Notwithstanding these conclusions, some aspects of the study that are not fully clarified or are debatable require closer analysis, particularly the low proportion of patients who underwent AV node ablation to achieve appropriate chronotropic control, which was significantly lower than in most published studies,3 in which it ranges between 20% and 100%. According to Abreu et al.,7 the percentage of biventricular pacing was determined by device counters and by ECG and Holter in doubtful cases. However, it has been reported that in the context of AF, device counters may give inaccurately high readings due to fusion and pseudofusion beats, thereby overestimating the percentage of biventricular pacing. Several studies have shown that AV junction ablation reduces mortality in these patients compared to pharmacological therapy alone.8,9

Furthermore, although this was a “real-life study”, no information is provided on complications arising from device implantation, either acute or during follow-up, or the type of programming used in either the AF or the SR groups. Also, no details are given of how pharmacological therapy was optimized, only that the AF group were prescribed beta-blockers, digoxin or amiodarone when necessary to ensure chronotropic control.

As stated above, the incidence of AF in HF patients is directly related to clinical severity, and it is thus plausible that the AF group had more advanced disease and hence cardiac dysfunction. For such patients, new methods for optimizing CRT have been described, including triple-site pacing, in which two sites in the right ventricle (the high septum and the apex) are stimulated as well as the left ventricle, and which has shown benefits both acutely10 and during follow-up,11 including achieving a significant percentage of super-responders.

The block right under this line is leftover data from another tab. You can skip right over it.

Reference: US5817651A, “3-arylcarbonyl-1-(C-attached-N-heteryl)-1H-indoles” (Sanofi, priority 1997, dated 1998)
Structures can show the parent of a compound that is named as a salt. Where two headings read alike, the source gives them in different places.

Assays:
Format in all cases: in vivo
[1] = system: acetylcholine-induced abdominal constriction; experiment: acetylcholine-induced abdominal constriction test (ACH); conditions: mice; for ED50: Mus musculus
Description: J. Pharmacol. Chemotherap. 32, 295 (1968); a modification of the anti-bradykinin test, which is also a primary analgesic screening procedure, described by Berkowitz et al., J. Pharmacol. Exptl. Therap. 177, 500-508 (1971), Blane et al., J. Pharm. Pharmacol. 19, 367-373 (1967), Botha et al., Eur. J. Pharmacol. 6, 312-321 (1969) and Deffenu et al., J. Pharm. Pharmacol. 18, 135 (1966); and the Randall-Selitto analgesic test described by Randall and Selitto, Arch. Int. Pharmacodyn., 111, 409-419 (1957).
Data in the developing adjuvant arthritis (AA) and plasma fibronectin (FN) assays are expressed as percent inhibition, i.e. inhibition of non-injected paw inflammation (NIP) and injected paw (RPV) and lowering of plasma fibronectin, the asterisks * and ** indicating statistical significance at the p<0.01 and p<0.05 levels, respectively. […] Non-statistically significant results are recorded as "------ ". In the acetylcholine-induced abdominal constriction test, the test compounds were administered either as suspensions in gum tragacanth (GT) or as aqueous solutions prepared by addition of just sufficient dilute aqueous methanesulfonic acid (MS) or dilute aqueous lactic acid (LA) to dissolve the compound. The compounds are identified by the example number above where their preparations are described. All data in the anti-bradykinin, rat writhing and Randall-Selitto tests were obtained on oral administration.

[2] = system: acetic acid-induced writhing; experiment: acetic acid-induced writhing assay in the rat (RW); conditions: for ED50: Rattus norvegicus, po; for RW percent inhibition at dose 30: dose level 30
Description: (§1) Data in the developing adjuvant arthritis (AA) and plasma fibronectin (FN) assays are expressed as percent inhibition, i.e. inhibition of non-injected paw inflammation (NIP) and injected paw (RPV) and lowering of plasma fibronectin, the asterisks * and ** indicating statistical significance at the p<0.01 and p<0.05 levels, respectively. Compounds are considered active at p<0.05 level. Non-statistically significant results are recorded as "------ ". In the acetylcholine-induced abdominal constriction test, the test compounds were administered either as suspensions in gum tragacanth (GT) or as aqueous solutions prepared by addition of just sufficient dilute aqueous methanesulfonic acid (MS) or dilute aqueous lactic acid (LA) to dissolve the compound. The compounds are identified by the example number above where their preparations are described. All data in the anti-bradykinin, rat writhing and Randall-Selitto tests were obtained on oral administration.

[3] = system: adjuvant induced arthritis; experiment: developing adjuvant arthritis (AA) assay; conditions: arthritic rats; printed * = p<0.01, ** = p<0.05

In conclusion, CRT is useful and effective in patients with permanent AF, with similar benefits to those seen with patients in SR, as shown in the study published here. We also believe that it is especially important to obtain optimal chronotropic control in these patients by means of AV node ablation, which helps achieve a high percentage of biventricular pacing, as well as to adopt new CRT technologies that will ensure the best possible clinical response.

Conflicts of interest

The author has no conflicts of interest to declare.

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Please cite this article as: de Sousa J. Terapêutica de ressincronização em doentes com fibrilhação auricular: que resultados? Rev Port Cardiol. 2017;36:695–697.

Copyright © 2017. Sociedade Portuguesa de Cardiologia